Healthcare assistants (HCAs) working in the NHS are doing the jobs of nurses without the equivalent pay or education, says a report from UNISON published last year in Sepember 2016.
Two in five (39%) say they have not received the training necessary to provide the care expected of them such as looking after dementia patients, according to the report Care on the cheap.
Less than half (45%) of HCAs feel the tasks they are asked to do – including giving patients medication, doing heart checks and inserting medical tubes – are appropriate to their level of competence.
The findings are based on a survey of nearly 2,300 HCAs across the UK working in primary and secondary care including GP practices, emergency departments and in the community.
The report highlights how HCAs are being treated as ‘glorified skivvies’ and often left unsupervised to plug gaps in NHS care because of nursing shortages, according to UNISON. Yet more than two thirds (68%) say they are not given sufficient access to training and development.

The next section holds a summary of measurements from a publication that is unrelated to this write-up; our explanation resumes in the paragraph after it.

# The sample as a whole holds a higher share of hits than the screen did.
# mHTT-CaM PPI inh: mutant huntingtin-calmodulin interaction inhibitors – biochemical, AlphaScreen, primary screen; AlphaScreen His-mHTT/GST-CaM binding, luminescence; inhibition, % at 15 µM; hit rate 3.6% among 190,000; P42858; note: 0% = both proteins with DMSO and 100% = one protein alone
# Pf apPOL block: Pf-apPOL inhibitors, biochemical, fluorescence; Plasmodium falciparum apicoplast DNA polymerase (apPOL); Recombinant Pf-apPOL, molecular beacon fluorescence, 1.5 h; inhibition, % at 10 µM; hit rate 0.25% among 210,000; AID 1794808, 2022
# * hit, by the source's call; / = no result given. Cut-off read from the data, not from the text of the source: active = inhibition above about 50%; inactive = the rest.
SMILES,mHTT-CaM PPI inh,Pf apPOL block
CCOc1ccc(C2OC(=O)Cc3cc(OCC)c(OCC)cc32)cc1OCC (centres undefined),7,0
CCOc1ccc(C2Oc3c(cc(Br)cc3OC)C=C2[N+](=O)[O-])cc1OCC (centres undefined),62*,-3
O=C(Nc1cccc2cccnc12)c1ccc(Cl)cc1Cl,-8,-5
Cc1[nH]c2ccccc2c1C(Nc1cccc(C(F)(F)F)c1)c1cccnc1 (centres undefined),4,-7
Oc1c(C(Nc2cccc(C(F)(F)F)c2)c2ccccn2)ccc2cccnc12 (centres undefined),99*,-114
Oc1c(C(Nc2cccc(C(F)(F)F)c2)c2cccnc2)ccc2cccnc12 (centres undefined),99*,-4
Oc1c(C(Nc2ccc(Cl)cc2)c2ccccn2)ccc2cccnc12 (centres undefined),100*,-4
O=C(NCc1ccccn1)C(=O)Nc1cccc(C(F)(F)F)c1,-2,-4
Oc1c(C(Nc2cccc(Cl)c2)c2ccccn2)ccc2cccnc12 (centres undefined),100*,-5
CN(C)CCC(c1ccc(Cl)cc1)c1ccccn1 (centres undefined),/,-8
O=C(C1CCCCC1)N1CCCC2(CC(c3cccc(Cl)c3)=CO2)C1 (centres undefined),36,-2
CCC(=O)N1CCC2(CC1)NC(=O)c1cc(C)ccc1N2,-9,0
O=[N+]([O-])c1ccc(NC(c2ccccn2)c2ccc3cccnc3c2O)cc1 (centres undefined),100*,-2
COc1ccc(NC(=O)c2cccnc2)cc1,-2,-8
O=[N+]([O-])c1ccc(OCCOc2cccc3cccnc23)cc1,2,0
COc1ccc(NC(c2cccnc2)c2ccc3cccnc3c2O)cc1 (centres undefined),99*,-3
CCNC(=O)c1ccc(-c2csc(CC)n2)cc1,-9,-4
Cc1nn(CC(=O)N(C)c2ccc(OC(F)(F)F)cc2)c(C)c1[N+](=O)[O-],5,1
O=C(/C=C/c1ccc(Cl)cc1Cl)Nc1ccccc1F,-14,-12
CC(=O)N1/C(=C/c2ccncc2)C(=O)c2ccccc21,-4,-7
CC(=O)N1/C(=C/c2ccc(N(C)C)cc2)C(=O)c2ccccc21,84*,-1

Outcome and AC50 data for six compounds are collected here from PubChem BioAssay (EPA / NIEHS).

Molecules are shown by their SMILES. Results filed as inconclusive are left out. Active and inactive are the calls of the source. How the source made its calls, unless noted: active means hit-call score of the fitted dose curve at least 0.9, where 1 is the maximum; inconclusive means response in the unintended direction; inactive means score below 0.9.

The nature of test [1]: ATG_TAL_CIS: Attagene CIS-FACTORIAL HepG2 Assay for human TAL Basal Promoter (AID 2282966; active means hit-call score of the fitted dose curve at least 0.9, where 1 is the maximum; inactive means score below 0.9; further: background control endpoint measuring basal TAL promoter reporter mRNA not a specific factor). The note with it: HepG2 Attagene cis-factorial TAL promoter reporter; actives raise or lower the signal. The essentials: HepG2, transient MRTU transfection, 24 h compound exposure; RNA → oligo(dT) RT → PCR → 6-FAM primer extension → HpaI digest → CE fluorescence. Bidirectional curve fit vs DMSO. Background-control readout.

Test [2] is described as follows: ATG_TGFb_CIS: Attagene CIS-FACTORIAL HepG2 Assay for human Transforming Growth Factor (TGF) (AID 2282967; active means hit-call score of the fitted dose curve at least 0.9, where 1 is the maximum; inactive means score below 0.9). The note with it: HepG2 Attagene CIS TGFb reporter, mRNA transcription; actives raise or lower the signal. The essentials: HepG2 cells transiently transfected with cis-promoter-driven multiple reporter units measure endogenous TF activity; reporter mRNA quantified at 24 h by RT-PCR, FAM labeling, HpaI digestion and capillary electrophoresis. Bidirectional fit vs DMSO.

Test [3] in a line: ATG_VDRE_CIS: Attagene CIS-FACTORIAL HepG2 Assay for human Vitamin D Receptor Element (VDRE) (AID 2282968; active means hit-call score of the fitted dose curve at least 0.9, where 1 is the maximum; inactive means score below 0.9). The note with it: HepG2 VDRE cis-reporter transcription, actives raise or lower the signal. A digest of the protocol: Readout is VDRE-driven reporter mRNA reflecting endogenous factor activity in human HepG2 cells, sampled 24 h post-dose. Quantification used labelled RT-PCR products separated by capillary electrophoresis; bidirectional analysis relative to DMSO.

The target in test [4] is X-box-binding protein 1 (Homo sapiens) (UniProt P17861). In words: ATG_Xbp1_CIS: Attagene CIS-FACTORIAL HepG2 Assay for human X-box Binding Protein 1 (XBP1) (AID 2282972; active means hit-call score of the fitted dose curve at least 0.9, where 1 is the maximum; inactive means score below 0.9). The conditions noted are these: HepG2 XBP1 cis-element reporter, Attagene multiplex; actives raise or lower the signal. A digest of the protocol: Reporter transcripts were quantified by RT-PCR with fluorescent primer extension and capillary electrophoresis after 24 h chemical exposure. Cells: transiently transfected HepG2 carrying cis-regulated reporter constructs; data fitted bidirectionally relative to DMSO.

Failure to allow HCAs to reach their full potential is letting down not only staff but the patients they care for, says UNISON. Instead of investing in the whole HCA workforce, the government has chosen to focus on creating a new ‘nursing associate’ role, a move that UNISON does not believe will solve the NHS staffing crisis.
UNISON is calling on the government to review the HCA role, including a rethink over pay and career progression, and the introduction of national standards defining exactly what their responsibilities should cover.
UNISON deputy head of health Sara Gorton said: “Healthcare assistants are undervalued, increasingly overworked and not getting the support they need at work.
“Their responsibilities have increased massively– from feeding patients to now carrying out skilled medical procedures. They are essentially doing jobs previously done by nurses yet this is neither reflected in their pay nor in their career opportunities, so they’re struggling to make ends meet.
“Many could earn more stacking supermarket shelves than they can looking after patients. It’s nursing on the cheap and patients ultimately suffer as a result.”